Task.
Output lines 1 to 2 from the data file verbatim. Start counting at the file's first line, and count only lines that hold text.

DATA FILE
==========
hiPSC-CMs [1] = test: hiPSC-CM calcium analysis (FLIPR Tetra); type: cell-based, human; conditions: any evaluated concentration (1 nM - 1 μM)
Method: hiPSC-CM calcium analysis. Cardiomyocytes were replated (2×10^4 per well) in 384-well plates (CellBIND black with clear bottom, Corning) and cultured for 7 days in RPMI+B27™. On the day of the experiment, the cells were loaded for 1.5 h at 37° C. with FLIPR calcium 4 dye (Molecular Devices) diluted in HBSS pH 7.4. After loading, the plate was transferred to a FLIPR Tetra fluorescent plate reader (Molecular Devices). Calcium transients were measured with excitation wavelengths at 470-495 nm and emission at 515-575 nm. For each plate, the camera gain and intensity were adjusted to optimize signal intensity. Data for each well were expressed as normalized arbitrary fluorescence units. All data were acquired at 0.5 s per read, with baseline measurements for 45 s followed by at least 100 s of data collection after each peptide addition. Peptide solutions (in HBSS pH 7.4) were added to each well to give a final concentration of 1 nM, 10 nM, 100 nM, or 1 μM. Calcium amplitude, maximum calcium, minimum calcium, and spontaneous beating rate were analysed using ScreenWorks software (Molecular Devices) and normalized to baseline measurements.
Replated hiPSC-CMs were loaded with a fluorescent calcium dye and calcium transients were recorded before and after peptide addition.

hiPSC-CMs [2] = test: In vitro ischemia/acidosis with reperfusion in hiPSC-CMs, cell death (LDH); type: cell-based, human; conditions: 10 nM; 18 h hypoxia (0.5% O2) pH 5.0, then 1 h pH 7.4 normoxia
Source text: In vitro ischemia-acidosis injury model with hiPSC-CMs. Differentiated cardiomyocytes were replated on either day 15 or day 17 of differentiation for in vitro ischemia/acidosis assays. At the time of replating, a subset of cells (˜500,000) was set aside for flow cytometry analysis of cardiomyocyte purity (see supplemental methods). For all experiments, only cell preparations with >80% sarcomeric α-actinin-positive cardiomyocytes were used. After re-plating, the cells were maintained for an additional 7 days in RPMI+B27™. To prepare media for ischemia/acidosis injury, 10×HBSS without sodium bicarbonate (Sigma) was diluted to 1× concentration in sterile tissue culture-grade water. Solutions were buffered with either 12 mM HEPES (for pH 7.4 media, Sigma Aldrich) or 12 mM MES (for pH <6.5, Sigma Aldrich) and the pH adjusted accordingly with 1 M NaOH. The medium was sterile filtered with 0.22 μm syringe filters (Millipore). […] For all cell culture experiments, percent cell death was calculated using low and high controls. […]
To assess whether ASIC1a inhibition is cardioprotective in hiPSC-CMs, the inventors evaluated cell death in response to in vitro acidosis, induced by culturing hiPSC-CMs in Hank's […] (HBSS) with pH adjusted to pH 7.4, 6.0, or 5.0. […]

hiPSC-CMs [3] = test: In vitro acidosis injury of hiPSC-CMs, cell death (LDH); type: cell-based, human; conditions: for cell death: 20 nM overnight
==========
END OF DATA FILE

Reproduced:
hiPSC-CMs [1] = test: hiPSC-CM calcium analysis (FLIPR Tetra); type: cell-based, human; conditions: any evaluated concentration (1 nM - 1 μM)
Method: hiPSC-CM calcium analysis. Cardiomyocytes were replated (2×10^4 per well) in 384-well plates (CellBIND black with clear bottom, Corning) and cultured for 7 days in RPMI+B27™. On the day of the experiment, the cells were loaded for 1.5 h at 37° C. with FLIPR calcium 4 dye (Molecular Devices) diluted in HBSS pH 7.4. After loading, the plate was transferred to a FLIPR Tetra fluorescent plate reader (Molecular Devices). Calcium transients were measured with excitation wavelengths at 470-495 nm and emission at 515-575 nm. For each plate, the camera gain and intensity were adjusted to optimize signal intensity. Data for each well were expressed as normalized arbitrary fluorescence units. All data were acquired at 0.5 s per read, with baseline measurements for 45 s followed by at least 100 s of data collection after each peptide addition. Peptide solutions (in HBSS pH 7.4) were added to each well to give a final concentration of 1 nM, 10 nM, 100 nM, or 1 μM. Calcium amplitude, maximum calcium, minimum calcium, and spontaneous beating rate were analysed using ScreenWorks software (Molecular Devices) and normalized to baseline measurements.